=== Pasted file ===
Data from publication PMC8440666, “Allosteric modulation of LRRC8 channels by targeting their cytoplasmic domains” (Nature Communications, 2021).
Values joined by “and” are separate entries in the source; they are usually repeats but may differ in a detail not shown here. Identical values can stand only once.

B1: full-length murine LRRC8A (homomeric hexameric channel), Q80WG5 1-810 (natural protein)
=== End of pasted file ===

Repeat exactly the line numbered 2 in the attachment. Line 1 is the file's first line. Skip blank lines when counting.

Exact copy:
Values joined by “and” are separate entries in the source; they are usually repeats but may differ in a detail not shown here. Identical values can stand only once.